Peter came back to where we were sitting huddled and tried to calm me as I was shaking. I had never seen someone switch from such a normal behaviour to a stark raving lunatic so quickly before and definitely not within my direct acquaintances. Malee sat there crying and asking us to help her go back to Thailand. She wept and said that she had come here to earn some money as she had a family to feed back in Thailand but could not take it anymore. Henry started yelling from the other room that what she was doing here she could well do in Thailand and save herself the trouble of having to pay taxes and living in a foreign country as prostitution pays everywhere. To which she retorted with a string of sentences in her language that was pronounced colourfully enough to make us understand that it was abuse she was flinging at him. As soon as she heard the door unlocking at the other end, however, she sat quiet and still again and soon the oncoming footsteps’ noise receded and we heard the door lock again. We removed the sheet from the small bed and put it on the ground so that we could sleep all three of us together as the bed was barely enough for two people to sleep in.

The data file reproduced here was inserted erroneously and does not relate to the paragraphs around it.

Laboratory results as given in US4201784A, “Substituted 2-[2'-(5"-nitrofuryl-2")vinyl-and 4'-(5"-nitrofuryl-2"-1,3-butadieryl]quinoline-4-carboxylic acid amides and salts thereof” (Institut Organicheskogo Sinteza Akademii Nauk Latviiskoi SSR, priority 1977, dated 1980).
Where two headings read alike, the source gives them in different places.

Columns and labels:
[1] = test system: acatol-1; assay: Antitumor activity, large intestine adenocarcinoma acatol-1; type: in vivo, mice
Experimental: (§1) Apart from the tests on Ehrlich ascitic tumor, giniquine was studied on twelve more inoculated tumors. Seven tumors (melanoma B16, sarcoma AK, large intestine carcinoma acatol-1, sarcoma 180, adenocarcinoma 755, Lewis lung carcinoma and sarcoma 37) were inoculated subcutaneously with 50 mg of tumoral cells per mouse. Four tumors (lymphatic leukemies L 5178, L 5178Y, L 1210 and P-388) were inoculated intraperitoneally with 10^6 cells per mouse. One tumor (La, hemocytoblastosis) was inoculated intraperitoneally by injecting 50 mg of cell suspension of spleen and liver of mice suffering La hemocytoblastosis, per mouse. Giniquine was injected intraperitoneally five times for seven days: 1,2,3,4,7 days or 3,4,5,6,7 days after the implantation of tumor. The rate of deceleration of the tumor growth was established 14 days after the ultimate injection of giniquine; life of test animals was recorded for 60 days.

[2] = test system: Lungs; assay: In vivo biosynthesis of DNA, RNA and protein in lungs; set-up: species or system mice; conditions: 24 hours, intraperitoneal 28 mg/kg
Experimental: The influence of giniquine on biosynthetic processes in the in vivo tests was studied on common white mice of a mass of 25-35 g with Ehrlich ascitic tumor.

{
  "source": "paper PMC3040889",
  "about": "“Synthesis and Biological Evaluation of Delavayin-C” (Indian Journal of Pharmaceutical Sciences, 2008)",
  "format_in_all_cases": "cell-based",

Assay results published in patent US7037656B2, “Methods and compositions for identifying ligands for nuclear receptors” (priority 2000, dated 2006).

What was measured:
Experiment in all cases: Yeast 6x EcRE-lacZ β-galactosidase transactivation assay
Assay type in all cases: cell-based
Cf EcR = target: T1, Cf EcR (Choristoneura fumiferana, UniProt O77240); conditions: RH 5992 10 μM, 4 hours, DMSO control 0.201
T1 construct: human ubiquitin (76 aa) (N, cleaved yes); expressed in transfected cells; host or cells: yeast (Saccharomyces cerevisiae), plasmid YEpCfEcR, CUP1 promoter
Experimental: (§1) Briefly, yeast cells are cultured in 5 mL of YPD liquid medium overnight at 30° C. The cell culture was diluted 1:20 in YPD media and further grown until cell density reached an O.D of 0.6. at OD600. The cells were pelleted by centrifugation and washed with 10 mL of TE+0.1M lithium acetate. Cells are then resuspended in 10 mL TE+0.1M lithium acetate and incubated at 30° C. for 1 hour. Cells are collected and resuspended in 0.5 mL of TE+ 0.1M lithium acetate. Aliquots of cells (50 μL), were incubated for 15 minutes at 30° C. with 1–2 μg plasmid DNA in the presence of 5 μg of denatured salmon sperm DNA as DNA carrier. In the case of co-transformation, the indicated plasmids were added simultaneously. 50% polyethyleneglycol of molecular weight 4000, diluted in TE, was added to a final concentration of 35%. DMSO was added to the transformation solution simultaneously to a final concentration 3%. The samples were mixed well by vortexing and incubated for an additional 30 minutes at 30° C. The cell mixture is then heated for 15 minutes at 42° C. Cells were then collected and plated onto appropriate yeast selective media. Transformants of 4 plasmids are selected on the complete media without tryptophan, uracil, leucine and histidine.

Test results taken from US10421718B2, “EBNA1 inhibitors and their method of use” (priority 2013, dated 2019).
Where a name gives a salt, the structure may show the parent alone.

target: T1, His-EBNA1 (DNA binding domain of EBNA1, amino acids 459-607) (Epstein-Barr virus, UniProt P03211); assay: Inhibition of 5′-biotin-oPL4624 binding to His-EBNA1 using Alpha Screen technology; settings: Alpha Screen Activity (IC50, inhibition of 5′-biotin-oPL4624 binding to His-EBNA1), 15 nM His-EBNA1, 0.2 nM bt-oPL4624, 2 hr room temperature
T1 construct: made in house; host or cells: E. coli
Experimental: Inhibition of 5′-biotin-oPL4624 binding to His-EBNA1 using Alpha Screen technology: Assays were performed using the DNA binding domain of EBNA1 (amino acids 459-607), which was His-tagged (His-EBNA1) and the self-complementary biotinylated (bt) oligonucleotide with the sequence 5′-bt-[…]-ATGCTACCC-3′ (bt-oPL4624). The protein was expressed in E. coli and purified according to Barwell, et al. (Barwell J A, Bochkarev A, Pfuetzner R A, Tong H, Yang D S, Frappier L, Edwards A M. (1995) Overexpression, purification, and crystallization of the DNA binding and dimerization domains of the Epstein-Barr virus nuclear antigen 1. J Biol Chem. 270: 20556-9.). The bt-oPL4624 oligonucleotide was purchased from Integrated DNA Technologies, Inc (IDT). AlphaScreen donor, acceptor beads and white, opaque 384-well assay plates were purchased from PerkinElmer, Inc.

Upon waking in the morning we showered and had breakfast while Malee sat there prostrate, wide-eyed, neither talking nor crying. I tried to coax her into having a shower and something to eat but she simply stared through me and at the door of Henry’s bedroom. Suddenly, the door was unlocked and Henry fully nude appeared in the doorway and I watched with disbelief as Malee sprung out of her chair and flung herself into his arms. He looked at her triumphantly and said “that’s my girl. Don’t ever make me angry again” while she beamed back at him nodding in assent. The door locked behind them and we soon could hear that they seemed to be making up very noisily. I stared at Peter torn between relief, uneasiness and fear that something could go horribly wrong again. He merely shrugged back at me and said “artists” and held his hand out to me. We walked out of the apartment and pulled the door shut softly behind us so as not to make the neighbours complain more than they probably were going to do during the day. The neighbor facing Henry’s doorstep was out and was looking at us suspiciously with inquisitive eyes. “So he did not kill her this time” she said in a grating voice. Peter smiled sweetly at  her but I could see from his eyes that he did not mean it at all. “No he did not yet, you can wait for the spectacle next time, I am sure you will eventually be satisfied” he retorted coldly. She gave us both a disdainful look and went back haughtily into her apartment.